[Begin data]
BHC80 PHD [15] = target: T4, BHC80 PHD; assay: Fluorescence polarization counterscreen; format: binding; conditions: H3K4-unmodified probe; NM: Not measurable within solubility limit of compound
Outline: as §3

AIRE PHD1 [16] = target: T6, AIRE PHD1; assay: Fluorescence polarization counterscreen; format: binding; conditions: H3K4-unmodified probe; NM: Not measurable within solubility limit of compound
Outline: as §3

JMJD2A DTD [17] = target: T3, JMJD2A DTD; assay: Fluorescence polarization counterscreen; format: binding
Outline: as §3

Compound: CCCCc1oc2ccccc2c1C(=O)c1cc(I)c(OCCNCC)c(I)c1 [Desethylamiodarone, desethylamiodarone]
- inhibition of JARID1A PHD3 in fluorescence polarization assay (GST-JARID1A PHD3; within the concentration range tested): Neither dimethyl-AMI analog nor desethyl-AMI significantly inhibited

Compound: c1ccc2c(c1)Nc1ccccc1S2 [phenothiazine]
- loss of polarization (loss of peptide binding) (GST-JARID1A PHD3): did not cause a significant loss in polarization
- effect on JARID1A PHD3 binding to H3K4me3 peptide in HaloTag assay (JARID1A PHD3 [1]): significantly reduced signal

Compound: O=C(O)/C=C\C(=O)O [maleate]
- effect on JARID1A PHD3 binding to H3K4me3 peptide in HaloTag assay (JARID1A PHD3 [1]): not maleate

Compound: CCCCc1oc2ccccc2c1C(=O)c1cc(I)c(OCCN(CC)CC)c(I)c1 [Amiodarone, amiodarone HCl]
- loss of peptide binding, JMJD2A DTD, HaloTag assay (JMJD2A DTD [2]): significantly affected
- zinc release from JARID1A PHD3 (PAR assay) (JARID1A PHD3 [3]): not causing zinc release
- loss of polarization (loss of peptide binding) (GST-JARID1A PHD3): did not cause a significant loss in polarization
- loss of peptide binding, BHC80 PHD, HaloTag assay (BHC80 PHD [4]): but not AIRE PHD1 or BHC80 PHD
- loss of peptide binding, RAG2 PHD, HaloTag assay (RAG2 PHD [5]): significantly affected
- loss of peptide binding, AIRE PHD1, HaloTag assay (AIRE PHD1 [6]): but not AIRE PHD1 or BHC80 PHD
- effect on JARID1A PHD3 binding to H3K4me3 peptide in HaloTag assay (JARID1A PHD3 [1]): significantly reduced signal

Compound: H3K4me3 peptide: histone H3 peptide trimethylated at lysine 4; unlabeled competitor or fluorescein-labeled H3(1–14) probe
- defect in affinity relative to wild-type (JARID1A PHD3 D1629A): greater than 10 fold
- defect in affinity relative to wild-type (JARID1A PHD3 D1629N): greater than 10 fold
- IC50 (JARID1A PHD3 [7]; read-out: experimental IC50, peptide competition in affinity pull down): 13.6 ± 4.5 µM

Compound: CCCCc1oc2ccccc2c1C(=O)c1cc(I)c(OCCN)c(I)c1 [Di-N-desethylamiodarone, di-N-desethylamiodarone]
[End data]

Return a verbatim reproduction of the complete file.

BHC80 PHD [15] = target: T4, BHC80 PHD; assay: Fluorescence polarization counterscreen; format: binding; conditions: H3K4-unmodified probe; NM: Not measurable within solubility limit of compound
Outline: as §3

AIRE PHD1 [16] = target: T6, AIRE PHD1; assay: Fluorescence polarization counterscreen; format: binding; conditions: H3K4-unmodified probe; NM: Not measurable within solubility limit of compound
Outline: as §3

JMJD2A DTD [17] = target: T3, JMJD2A DTD; assay: Fluorescence polarization counterscreen; format: binding
Outline: as §3

Compound: CCCCc1oc2ccccc2c1C(=O)c1cc(I)c(OCCNCC)c(I)c1 [Desethylamiodarone, desethylamiodarone]
- inhibition of JARID1A PHD3 in fluorescence polarization assay (GST-JARID1A PHD3; within the concentration range tested): Neither dimethyl-AMI analog nor desethyl-AMI significantly inhibited

Compound: c1ccc2c(c1)Nc1ccccc1S2 [phenothiazine]
- loss of polarization (loss of peptide binding) (GST-JARID1A PHD3): did not cause a significant loss in polarization
- effect on JARID1A PHD3 binding to H3K4me3 peptide in HaloTag assay (JARID1A PHD3 [1]): significantly reduced signal

Compound: O=C(O)/C=C\C(=O)O [maleate]
- effect on JARID1A PHD3 binding to H3K4me3 peptide in HaloTag assay (JARID1A PHD3 [1]): not maleate

Compound: CCCCc1oc2ccccc2c1C(=O)c1cc(I)c(OCCN(CC)CC)c(I)c1 [Amiodarone, amiodarone HCl]
- loss of peptide binding, JMJD2A DTD, HaloTag assay (JMJD2A DTD [2]): significantly affected
- zinc release from JARID1A PHD3 (PAR assay) (JARID1A PHD3 [3]): not causing zinc release
- loss of polarization (loss of peptide binding) (GST-JARID1A PHD3): did not cause a significant loss in polarization
- loss of peptide binding, BHC80 PHD, HaloTag assay (BHC80 PHD [4]): but not AIRE PHD1 or BHC80 PHD
- loss of peptide binding, RAG2 PHD, HaloTag assay (RAG2 PHD [5]): significantly affected
- loss of peptide binding, AIRE PHD1, HaloTag assay (AIRE PHD1 [6]): but not AIRE PHD1 or BHC80 PHD
- effect on JARID1A PHD3 binding to H3K4me3 peptide in HaloTag assay (JARID1A PHD3 [1]): significantly reduced signal

Compound: H3K4me3 peptide: histone H3 peptide trimethylated at lysine 4; unlabeled competitor or fluorescein-labeled H3(1–14) probe
- defect in affinity relative to wild-type (JARID1A PHD3 D1629A): greater than 10 fold
- defect in affinity relative to wild-type (JARID1A PHD3 D1629N): greater than 10 fold
- IC50 (JARID1A PHD3 [7]; read-out: experimental IC50, peptide competition in affinity pull down): 13.6 ± 4.5 µM

Compound: CCCCc1oc2ccccc2c1C(=O)c1cc(I)c(OCCN)c(I)c1 [Di-N-desethylamiodarone, di-N-desethylamiodarone]